THE BRUTAL reality of World War Two has been brought to life in a series of stunning yet emotional colourised images from one of the world’s most devastating conflicts.
Striking shots show Sgt Jake McNiece of the 101st Airborne Division, ready to drop into Normandy, a Marine comforting a brother who broke down after witnessing the death of a friend and American troops walk down a war ravaged street, Messina, Sicily.
Other vivid colour pictures show U.S Army military policemen toasting bread over molten lava from Mt Vesuvius after its eruption, Guardsmen of 3rd Irish Guards in a Lloyd carrier, wrapped up against the clouds of dust, during Operation ‘Goodwood’, and the crew of the B-17 Flying Fortress “Memphis Belle” is shown at an air base in England after completing 25 missions over enemy territory.
The original black and white photographs were painstakingly colourised by design engineer Paul Reynolds (48), from Birmingham, UK.
“I mostly colourise war photos because each photo usually has a story to tell, stories of real everyday people,” he said.
“I think colourising detailed photos really brings them to life. You notice detail that usually gets missed due to the monotone background.
“The content of the photo conveys its own message; however I am glad that by colourising these photos more people are aware of the happenings of WWII.”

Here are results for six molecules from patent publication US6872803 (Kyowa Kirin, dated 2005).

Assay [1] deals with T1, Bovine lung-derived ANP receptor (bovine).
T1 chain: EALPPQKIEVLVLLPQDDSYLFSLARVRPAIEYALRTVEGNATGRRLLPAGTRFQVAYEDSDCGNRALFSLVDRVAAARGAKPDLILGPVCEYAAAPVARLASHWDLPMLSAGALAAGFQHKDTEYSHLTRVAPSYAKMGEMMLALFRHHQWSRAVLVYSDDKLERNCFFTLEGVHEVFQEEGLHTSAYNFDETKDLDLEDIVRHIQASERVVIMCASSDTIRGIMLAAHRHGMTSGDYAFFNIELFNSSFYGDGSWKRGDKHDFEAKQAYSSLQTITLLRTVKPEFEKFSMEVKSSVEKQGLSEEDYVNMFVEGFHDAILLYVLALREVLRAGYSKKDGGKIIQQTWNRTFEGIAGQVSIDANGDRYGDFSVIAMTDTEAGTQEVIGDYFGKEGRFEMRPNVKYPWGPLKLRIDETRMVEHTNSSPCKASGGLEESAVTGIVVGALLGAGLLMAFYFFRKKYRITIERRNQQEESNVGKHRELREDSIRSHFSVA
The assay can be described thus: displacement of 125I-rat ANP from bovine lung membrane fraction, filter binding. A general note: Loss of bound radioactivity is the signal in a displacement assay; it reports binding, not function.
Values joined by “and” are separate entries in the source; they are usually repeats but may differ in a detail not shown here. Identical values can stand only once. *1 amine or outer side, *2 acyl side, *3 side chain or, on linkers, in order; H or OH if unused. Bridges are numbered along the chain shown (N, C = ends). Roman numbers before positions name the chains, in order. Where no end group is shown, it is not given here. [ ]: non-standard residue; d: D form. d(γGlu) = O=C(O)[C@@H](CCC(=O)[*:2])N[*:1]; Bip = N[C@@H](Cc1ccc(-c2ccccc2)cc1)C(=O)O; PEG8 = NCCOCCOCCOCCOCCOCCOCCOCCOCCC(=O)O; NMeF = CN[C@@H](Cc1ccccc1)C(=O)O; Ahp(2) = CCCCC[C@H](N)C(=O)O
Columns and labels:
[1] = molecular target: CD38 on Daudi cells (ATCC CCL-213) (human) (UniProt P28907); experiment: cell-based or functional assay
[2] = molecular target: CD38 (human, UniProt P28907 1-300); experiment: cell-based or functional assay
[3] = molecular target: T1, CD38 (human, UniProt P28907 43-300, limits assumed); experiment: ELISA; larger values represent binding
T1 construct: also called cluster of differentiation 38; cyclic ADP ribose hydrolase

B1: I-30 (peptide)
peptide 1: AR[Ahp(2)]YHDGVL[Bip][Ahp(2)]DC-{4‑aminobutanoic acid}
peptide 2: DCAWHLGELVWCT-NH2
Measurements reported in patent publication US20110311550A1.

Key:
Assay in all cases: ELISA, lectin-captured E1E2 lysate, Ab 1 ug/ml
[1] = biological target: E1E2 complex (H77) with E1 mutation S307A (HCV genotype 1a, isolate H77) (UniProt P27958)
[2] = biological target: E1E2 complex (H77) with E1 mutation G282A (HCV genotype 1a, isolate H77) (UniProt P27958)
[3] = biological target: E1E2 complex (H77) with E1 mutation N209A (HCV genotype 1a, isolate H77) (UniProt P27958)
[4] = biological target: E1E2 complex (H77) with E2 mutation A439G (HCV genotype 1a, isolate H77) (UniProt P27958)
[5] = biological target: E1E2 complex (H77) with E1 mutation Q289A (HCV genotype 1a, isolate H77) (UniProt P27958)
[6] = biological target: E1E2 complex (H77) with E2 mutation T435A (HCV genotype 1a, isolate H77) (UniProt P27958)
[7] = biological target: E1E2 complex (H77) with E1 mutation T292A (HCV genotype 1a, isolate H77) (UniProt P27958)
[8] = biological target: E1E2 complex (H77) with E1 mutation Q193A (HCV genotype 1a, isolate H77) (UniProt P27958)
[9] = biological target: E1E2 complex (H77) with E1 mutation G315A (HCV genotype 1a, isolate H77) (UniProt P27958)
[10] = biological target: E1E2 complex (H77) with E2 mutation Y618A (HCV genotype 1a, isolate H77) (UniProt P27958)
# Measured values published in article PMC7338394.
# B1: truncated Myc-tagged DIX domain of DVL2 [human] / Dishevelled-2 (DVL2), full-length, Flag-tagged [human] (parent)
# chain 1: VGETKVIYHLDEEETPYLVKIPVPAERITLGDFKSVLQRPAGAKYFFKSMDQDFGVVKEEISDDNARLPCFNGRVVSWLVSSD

Paul explained how he added colour to the old photographs and the problems he ran into along the way.
“I use a digital pen and pad and basically layer on the colour as you would with a painting,” he said.
“I’ve painted from an early age so this transition to digital was quite easy for me. The only problems I come across are the condition of the photos especially private commissions.
“Most are torn, folded, creased, water damaged, dust spots and discoloured which then has to be digitally repaired with a brush, this process usually takes longer than the paint, but the finished photo is 100% sharper and more pleasing on the eye.”
Striking images like these are featured in British author Michael D. Carroll’s new book, Retrographic on the colourisation of historical images. It is available on Amazon now for £16.85.